In 2017, Finnis was called on to respond to claims that his former student Neil Gorsuch, then a nominee for the US Supreme Court, had plagiarised other scholars in a book. Finnis defended Gorsuch on the grounds that his ‘writing and citing was easily and well within the proper and accepted standards of scholarly research and writing in the field of study in which he and I work’. But as Finnis’s colleague Les Green pointed out at the time, ‘if by “the field of study in which [Gorsuch] and I work” Professor Finnis means university research in law or legal philosophy, then his claim is unfounded.’

We should be mindful of the way the current narrative is playing out: the gentle, humble scholar defending himself against the witch-hunt of the student mob. The Gorsuch episode suggests that, like the students who would see him dethroned, Finnis is engaged in politics, and wants to create a world more congenial to his views. And sometimes his side wins: Gorsuch, until he retires or dies, will sit on the US Supreme Court.


Finnis and I are fellows of the same Oxford college. At my first dinner there – to welcome new fellows and their partners – we were greeted warmly by another guest and introduced ourselves. ‘You’ve already ruffled a few feathers around here!’ she said, eyebrows raised. She looked at my partner, a woman, and grinned. I’ve encountered Finnis in the common room, but he has never said a word to me. The obvious inference keeps suggesting itself. Is it a bad one? Quite possibly. Do the masturbators and the adulterers worry like this, too?

As I read Finnis's essays, I think about what it would have been like to read them as an undergraduate, or a graduate student, carrying for a time the shame that Finnis thinks only proper. I think then, as now, I would have been amused (how often do you find the word ‘homosexualist’ used so solemnly?). But I wonder, too, what it would have been like to sit across from a whip-smart mind, at a time when my own was barely formed, and be told the ‘fact’ that ‘all three of the greatest Greek philosophers, Socrates, Plato and Aristotle, regarded homosexual conduct as intrinsically shameful, immoral and indeed depraved and depraving.’ I like to think I would have questioned why a lawyer was attributing claims solely on the basis of invented speech. Perhaps now I would counter his canon with my own, from Sappho to Audre Lorde ('And I knew when I entered her I was / high wind in her forests hollow'). Academic freedom is a principle worth defending, but it is foolish to ignore its costs, and who (disproportionately, quietly) bears them.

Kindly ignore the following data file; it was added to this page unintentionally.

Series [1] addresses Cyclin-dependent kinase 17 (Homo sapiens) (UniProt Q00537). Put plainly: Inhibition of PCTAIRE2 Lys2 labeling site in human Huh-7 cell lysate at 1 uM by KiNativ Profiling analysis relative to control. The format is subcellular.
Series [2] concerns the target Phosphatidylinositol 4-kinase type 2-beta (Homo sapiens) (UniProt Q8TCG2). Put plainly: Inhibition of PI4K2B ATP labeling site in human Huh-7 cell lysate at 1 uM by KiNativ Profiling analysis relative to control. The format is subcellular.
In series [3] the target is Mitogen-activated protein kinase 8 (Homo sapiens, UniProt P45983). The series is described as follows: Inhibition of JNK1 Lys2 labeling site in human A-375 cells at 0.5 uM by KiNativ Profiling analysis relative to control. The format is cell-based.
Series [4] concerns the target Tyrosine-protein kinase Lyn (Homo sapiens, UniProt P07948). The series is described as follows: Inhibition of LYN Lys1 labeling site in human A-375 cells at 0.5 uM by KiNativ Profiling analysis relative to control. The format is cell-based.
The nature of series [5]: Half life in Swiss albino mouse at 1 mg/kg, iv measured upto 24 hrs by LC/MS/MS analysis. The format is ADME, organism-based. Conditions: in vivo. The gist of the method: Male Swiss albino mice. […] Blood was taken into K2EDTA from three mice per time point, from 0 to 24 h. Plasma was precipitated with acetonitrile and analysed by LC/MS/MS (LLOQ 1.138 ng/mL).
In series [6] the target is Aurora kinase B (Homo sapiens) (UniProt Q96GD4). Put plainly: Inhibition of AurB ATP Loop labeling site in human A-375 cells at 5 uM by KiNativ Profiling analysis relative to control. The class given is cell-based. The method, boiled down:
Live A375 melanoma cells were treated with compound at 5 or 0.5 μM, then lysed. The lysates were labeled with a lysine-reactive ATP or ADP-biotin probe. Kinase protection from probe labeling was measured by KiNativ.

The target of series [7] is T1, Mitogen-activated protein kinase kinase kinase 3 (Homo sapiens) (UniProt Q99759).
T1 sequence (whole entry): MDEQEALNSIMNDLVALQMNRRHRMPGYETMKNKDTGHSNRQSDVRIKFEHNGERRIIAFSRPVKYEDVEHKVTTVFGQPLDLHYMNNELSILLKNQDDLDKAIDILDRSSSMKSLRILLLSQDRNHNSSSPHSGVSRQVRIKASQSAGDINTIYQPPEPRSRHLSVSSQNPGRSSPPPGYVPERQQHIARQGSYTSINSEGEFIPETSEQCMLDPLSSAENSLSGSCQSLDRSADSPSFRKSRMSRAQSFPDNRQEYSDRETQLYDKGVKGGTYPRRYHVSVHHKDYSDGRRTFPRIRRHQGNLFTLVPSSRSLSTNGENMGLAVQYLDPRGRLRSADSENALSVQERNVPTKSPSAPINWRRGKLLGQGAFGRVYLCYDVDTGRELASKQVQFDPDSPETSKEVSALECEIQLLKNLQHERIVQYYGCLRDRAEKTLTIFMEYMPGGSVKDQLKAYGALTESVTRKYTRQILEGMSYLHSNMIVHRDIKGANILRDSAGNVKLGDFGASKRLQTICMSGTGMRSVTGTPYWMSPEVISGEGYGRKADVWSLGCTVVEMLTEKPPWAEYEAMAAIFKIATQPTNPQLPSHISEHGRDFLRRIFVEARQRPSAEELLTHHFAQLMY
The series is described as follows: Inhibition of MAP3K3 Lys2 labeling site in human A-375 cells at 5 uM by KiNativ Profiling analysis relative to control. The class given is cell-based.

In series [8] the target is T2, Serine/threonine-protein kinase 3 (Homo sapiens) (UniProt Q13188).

When I read my straight colleagues telling everyone else to give Finnis the 'respect' of engaging with his opinions, to 'make arguments' in response, I wonder how many times they have had to 'make the argument' for their happiness, for their home and their partner, for the life they've built with the people they love. At times, I'm not even sure what I am meant to be making the argument for. It does not matter if my gayness was innate or chosen, it is so deeply a part of me, such a root cause of any fulfilment that I feel and any good that I do, that it becomes clear that what really follows from Finnis's view is that I should stop existing as me. I should retreat into some other Sophie, who lives without the woman who makes her a better teacher, listener, thinker. Finnis thinks my good would be actualised in an unhappy marriage with a man. But almost everything I know about the virtues, I learned from my experiences as a gay woman: courage, constancy, generosity, love. I can engage, certainly, I can make arguments in response, but there is also a sense, at a deeper level, in which there is nothing I can say.